Is there a silver lining to all this? Yes, there is. I have tried to explain it in an article in today's International Herald Tribune. I am very glad that the noble Lord, Lord Hurd, reads it. The effect of all this could be to make the move to a low energy world—the green revolution—a lot more likely. Noble Lords will remember that last time there was an oil price explosion—also triggered, ironically, by events in Iran—it all turned to dust. Oil prices collapsed, after a lot of speeches from people, including me, that they were going to stay high, from $95 equivalent to $9 in a few months. All the investment in new oil alternatives, green energy, nuclear, compact cars—the whole lot—was shelved. Nothing happened. This time, Mr Ahmadinejad and the Iranians have injected real fear into the oil market. This fear is probably as effective, or more effective, than any amount of speeches by the American president on "addiction to oil" or talk about carbon reduction targets that we all know are not being met and will not be met. While I repeat that the dangers of the situation are great, and that, in the end, Mr Ahamdinejad will ruin Iran and impoverish its people, as some noble Lords have rightly said, in the mean time, perhaps we should say "Thank you" to him for a clear sign that oil will remain not just very expensive, but extremely unreliable and a wonderful but very dangerous commodity.

One or two other questions have arisen in the debate. One is on the role of the exiles, about which my noble friend Lord Waddington spoke eloquently and passionately. My hesitant view is that they should be listened to, but not relied upon. I hope that the position of the People's Mojahedin Organisation of Iran will be kept under review by the Government and that they will have open minds and watch the position very carefully indeed. My noble friend Lord Waddington, the noble Lords, Lord Russell-Johnston and Lord Mitchell, the noble Baroness, Lady Gould, and other noble Lords said some very wise words. I hope that the Government are listening to what they say on what I recognise is a difficult situation on which one cannot leap to a particular position just like that.

Finally, there are two evident longer-term possibilities in what is otherwise an extremely gloomy, dangerous situation that we have inadequate responses to deal with. They are that only the great Asian powers—China, India, and Japan—plus Russia can bring real pressure to bear on this Iranian regime with all its atrocities, evils and cruelties that we have heard described so graphically today. The Foreign Secretary should not be going to Brussels so much and thinking so much about what is said in Washington; he should be visiting—not summoning—Beijing, Delhi, Tokyo and Moscow. They are the countries with real leverage on Iran. China has a £70 billion gas contract with Iran and gets 14 per cent of its oil daily from Iran. Japan has huge investments in Iran and is in the same sort of position. Russia supplies civil nuclear assistance and air defence supplies and has major links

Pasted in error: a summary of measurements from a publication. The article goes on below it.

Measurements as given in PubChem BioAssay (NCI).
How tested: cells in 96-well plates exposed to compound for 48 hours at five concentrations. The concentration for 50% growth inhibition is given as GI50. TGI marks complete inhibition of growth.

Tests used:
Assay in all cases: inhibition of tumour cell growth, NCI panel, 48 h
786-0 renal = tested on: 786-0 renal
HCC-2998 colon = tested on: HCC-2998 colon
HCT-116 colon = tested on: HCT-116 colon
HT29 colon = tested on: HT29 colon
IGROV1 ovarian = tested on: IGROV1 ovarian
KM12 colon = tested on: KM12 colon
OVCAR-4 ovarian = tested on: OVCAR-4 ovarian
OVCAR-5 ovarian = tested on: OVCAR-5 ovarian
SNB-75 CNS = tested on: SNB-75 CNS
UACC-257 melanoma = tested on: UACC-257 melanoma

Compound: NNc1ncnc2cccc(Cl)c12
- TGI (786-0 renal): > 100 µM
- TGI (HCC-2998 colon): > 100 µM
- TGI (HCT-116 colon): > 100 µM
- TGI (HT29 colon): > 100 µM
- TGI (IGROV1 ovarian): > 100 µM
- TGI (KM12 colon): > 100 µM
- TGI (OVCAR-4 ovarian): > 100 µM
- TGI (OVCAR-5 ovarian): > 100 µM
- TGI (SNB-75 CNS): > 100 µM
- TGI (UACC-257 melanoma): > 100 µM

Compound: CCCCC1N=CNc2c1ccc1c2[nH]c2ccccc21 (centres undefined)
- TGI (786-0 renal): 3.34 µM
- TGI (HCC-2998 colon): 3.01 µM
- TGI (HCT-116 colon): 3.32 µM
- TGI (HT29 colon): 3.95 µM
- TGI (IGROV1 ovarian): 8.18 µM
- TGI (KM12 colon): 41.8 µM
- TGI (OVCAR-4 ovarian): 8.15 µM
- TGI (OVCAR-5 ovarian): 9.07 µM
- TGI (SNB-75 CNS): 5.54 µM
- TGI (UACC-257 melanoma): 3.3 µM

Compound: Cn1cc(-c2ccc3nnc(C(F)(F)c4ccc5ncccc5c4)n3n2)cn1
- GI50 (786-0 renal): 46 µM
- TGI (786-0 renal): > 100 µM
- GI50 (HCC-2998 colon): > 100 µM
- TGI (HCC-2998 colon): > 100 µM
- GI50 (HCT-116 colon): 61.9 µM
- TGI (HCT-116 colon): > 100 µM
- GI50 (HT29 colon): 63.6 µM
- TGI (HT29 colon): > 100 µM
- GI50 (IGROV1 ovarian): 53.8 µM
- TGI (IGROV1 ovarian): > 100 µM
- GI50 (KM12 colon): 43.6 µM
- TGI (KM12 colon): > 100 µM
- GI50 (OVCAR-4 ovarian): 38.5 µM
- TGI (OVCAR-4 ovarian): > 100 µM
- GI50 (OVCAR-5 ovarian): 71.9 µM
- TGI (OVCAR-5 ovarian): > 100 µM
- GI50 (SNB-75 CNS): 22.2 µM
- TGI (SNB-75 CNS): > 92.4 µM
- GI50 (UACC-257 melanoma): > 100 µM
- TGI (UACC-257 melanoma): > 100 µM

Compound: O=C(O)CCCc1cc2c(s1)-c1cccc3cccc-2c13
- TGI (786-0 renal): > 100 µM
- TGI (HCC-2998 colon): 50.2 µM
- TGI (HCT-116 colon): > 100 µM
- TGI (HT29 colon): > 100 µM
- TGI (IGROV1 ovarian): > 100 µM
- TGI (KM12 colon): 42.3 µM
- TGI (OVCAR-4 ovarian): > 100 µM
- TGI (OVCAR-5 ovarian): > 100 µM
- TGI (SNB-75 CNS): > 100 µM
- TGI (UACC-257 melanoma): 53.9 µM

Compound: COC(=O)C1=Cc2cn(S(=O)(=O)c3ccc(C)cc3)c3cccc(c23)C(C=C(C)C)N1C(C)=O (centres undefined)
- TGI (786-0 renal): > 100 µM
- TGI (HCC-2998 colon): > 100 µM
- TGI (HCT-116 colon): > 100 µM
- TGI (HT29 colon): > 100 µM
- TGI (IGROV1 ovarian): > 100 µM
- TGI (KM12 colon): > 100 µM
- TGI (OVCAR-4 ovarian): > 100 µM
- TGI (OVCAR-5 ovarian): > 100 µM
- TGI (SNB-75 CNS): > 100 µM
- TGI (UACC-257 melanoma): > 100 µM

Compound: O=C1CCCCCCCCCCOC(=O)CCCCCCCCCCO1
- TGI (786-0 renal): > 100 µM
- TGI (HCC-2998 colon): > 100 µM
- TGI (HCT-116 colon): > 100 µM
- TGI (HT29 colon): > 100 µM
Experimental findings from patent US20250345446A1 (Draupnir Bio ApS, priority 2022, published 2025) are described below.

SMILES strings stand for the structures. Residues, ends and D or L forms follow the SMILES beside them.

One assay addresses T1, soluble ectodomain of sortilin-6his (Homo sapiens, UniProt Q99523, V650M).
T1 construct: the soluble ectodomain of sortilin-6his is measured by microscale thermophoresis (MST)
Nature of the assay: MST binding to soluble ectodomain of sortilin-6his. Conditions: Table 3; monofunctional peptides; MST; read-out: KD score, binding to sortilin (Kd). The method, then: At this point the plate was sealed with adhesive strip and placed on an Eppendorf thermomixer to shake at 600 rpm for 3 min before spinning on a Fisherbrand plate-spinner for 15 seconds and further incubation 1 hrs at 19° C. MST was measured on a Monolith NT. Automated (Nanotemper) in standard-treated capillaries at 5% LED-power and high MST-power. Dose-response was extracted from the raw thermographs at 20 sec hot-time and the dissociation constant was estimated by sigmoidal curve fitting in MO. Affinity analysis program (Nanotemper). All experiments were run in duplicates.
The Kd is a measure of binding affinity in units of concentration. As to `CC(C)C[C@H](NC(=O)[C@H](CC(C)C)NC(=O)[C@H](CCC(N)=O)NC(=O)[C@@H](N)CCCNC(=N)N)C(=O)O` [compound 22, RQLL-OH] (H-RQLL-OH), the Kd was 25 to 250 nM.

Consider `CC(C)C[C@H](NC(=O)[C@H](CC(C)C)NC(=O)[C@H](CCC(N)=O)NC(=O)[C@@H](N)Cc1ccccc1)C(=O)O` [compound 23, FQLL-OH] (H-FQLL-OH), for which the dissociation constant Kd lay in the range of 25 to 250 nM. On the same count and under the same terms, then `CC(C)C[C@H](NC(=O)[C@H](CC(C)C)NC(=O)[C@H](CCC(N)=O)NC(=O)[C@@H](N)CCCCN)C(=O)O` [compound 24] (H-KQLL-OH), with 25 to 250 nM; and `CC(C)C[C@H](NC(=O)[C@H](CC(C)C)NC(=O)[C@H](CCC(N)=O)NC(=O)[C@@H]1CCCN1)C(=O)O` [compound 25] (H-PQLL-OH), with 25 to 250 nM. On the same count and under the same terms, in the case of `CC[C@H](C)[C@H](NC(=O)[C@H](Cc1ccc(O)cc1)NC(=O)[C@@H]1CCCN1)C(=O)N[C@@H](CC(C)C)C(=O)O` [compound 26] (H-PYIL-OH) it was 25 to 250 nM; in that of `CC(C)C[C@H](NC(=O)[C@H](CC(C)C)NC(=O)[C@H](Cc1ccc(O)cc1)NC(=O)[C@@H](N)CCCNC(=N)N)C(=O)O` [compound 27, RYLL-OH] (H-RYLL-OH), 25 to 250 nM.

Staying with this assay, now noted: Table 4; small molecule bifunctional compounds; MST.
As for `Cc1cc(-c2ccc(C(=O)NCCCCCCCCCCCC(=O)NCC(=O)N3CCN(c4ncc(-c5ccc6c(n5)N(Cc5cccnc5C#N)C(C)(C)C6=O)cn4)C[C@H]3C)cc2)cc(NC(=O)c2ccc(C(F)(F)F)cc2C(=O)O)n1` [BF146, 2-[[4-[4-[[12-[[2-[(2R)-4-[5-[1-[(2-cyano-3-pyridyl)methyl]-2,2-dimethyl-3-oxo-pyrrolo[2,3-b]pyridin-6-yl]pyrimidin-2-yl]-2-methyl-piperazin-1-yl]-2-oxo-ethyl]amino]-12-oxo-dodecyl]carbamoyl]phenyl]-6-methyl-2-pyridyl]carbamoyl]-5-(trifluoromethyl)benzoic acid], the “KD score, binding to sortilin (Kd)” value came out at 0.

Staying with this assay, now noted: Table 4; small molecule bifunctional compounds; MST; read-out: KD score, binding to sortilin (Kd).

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and influence with Iran. As the noble Lord, Lord Anderson, said, Russia may be offering the possibility of a way out of the labyrinth with its uranium enrichment offer. That is the first point, which seems to me to be obvious, but understated. We in the West are not in a position to solve this problem alone: it is as much an Asian problem as a European or American one. We should recognise that. A too Western or Euro-centric approach will make things worse, not better.

Secondly, it is clear that the non-proliferation treaty regime faces a crisis, as the noble Baroness, Lady Williams of Crosby, and the noble Lord, Lord Thomas of Swynnerton, rightly observed. It is obvious that it must be reformed to overcome its weaknesses, to embrace the new nuclear and would-be nuclear nations and to ensure that, even if they go this route, it is very transparent and collaborative and an effective pathway to the other NPT goals which people always forget about, which are sustained and organised disarmament and the development of safe, civil nuclear energy. Those are the aims and we must somehow embrace Iranian ambitions in them. These are the ways to contain a crisis—

Lord Dykes: My Lords, does the noble Lord include Israel in his suggestions?

Lord Howell of Guildford: My Lords, I accept that the position of Israel is crucial in this, as many noble Lords said. It should be fully taken into account. The new nuclear world is not the world of the existing five powers. Pakistan, Israel and India do not fit into the old treaty but have nuclear weapons, and others may, alas, be on the verge of getting them. The present treaty regime must be reformed—I will not say replaced—to cope with the facts and realities of the new situation. These are the ways to contain a crisis in the face of which—we must be honest and frank about this—current Western policy is proving entirely ineffective.